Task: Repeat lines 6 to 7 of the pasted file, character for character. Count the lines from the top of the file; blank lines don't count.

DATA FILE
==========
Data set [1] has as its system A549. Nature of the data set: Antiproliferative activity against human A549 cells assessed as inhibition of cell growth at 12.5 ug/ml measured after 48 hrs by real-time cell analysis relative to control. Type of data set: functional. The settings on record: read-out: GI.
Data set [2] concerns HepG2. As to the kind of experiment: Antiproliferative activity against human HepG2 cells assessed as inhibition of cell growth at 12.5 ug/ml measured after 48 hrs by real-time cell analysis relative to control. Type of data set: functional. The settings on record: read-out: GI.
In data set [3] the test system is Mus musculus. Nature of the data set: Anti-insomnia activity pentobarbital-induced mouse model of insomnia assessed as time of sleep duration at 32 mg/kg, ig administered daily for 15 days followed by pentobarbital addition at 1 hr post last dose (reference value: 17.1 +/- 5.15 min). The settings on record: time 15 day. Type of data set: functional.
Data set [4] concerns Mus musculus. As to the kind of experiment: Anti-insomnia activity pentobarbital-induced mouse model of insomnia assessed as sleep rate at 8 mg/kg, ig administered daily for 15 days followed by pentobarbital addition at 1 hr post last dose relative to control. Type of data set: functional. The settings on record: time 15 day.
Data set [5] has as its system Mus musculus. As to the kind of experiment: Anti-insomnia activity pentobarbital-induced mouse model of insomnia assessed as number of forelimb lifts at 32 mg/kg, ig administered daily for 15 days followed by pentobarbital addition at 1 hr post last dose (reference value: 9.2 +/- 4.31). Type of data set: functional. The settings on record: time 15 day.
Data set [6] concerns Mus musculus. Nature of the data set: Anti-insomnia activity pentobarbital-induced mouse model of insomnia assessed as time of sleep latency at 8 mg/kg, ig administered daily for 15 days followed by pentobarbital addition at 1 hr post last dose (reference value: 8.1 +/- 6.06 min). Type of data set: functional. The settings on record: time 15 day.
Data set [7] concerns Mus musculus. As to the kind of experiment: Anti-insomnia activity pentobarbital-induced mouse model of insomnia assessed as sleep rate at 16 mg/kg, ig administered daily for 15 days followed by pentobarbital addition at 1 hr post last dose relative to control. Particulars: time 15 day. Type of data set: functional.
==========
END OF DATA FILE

Data set [6] concerns Mus musculus. Nature of the data set: Anti-insomnia activity pentobarbital-induced mouse model of insomnia assessed as time of sleep latency at 8 mg/kg, ig administered daily for 15 days followed by pentobarbital addition at 1 hr post last dose (reference value: 8.1 +/- 6.06 min). Type of data set: functional. The settings on record: time 15 day.
Data set [7] concerns Mus musculus. As to the kind of experiment: Anti-insomnia activity pentobarbital-induced mouse model of insomnia assessed as sleep rate at 16 mg/kg, ig administered daily for 15 days followed by pentobarbital addition at 1 hr post last dose relative to control. Particulars: time 15 day. Type of data set: functional.